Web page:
I started prep three weeks before the first day of shooting. I asked Vince Gilligan and Peter Gould if the wanted to continue the style of Breaking Bad, and their answer was that they did not want a complete break, but they wanted it to be different as well. They stressed repeatedly that they felt TV shows were all starting to look the same, and that they wanted “Saul” to look like nothing else on television. They showed me stills from “The Conformist” and from Kubrick’s work. Our first day of shooting was in bright sunlight in a skate park. I kept looking for Jean-Louis Trintignant in a period tuxedo, but he was nowhere to be found.
One point of departure was that they didn’t want the handheld look that gave ”Breaking Bad” its’ nervous energy. In fact they did not want any camera movement that was unmotivated. This was quite a departure from my last few shows, where the producers would start twitching if the camera wasn’t moving at all times. It required retraining my operators to avoid movement unless absolutely necessary.
Vince kept pushing the look darker and darker, saying “we know who they are, we don’t need to see them all the time”, which is a departure from what is essentially a comedy.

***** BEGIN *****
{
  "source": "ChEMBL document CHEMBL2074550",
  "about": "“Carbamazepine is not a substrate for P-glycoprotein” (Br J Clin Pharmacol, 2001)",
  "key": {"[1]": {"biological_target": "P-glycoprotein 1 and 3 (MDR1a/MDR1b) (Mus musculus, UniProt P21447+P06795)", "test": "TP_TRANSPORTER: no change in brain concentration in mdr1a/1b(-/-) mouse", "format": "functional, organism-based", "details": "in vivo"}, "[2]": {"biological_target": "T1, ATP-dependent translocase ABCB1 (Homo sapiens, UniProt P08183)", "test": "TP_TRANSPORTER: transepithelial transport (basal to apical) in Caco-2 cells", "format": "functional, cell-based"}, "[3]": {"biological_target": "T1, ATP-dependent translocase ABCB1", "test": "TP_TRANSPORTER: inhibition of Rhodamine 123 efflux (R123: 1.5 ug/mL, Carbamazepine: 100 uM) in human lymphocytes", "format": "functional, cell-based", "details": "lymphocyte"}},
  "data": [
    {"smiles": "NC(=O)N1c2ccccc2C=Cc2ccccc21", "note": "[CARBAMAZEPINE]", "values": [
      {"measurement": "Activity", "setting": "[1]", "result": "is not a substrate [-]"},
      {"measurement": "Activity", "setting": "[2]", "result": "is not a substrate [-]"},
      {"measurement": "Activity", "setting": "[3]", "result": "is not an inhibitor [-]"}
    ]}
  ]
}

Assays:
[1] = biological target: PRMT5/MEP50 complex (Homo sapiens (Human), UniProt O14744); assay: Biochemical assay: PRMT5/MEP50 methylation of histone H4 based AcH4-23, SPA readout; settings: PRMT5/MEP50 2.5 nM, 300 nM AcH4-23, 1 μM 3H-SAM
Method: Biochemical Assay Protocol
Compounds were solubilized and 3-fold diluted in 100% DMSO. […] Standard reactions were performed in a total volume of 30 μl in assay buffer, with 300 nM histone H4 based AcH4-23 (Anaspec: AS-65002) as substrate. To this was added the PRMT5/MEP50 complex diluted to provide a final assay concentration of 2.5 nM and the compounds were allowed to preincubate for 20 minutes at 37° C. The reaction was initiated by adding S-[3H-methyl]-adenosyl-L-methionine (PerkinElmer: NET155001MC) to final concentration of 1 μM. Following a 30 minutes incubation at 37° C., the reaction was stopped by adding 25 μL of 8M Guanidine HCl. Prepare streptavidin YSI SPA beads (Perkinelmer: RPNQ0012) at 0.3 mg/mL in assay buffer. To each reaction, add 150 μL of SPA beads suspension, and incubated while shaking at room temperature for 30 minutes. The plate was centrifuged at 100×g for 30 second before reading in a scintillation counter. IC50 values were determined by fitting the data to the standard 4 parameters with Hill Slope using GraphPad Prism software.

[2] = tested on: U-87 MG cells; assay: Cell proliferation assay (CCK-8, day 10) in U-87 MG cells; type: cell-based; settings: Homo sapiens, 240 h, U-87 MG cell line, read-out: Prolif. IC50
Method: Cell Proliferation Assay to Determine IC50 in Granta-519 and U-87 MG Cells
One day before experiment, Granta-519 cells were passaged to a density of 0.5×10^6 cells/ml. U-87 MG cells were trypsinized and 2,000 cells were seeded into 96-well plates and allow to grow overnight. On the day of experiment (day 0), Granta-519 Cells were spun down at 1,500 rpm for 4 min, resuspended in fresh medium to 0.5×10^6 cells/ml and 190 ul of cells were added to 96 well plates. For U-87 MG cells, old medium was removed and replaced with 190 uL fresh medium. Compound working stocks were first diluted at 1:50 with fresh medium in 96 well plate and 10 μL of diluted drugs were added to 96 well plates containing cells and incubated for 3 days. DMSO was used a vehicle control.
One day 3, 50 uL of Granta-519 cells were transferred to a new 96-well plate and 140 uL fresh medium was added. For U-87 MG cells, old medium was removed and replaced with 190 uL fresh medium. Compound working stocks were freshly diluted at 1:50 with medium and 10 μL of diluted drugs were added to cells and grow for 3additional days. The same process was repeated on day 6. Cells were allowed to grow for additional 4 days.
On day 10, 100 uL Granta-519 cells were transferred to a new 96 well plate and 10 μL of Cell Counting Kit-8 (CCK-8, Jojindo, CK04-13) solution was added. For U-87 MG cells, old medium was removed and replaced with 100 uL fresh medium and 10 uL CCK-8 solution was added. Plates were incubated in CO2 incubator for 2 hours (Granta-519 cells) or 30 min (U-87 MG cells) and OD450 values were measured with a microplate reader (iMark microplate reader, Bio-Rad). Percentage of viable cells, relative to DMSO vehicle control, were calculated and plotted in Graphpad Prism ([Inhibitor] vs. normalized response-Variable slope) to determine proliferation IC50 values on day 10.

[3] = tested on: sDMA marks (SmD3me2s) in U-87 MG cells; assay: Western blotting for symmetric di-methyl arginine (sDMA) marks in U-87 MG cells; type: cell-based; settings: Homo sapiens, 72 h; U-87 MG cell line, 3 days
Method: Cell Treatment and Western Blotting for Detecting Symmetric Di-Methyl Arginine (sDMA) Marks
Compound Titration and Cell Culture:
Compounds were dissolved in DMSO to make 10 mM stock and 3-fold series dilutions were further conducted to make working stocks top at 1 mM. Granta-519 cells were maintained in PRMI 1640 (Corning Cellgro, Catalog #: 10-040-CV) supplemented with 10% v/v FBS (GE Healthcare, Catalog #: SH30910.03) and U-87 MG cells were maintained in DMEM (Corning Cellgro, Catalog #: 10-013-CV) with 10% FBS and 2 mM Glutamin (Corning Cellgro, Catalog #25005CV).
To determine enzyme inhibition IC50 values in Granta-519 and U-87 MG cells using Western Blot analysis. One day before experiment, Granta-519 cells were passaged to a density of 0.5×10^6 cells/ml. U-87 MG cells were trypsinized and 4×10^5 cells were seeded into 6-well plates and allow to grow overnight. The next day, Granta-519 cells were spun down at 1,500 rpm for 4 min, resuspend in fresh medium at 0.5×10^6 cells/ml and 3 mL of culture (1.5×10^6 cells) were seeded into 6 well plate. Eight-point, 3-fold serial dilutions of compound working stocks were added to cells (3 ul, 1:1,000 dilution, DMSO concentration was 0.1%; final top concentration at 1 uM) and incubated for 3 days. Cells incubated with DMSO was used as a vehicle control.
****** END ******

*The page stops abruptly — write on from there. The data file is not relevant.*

I think that practical special effects will always be required for many situations in movies but there is a fast growing technology which allows many practical fx to be recreated in post production by the visual effects team. From explosions to squibs, there are many
visuals that now can replace to a good degree our practical fx. There will always be challenges but also innovations with new technologies, practical special effects are developing with them and are always sharing more with visual effects.
There really is no normal to my job anymore. Every project seems to be different and now and asks for different. A film project could call on a storyboard artist at any stage from pre-pre production, ( when the film is trying to get funding) right the way through to post production for VFX, (after principal photography has been completed). The bulk of my work tends to be early in the pre-production taking the first pass at sequences to get the ball rolling on them. Usually I’d start with a chat with a Director, though it could be VFX supervisor, production designer and then work on from there. I use to expect to finish when filming starts but now i might stay almost to the end of shooting then be called back for reshoots and post production.
It was nice to hear that the audio design was appreciated, particularly that knee stomp (Hi Stewart!). We spent a lot of time making it ‘wetter’, so it’s nice to hear it specifically mentioned. It was also nice to hear the production design was appreciated. The mention of that shot where everything is swept off the table got me particularly, as watching playback for that on set was the first moment I felt we really had something cool in the making.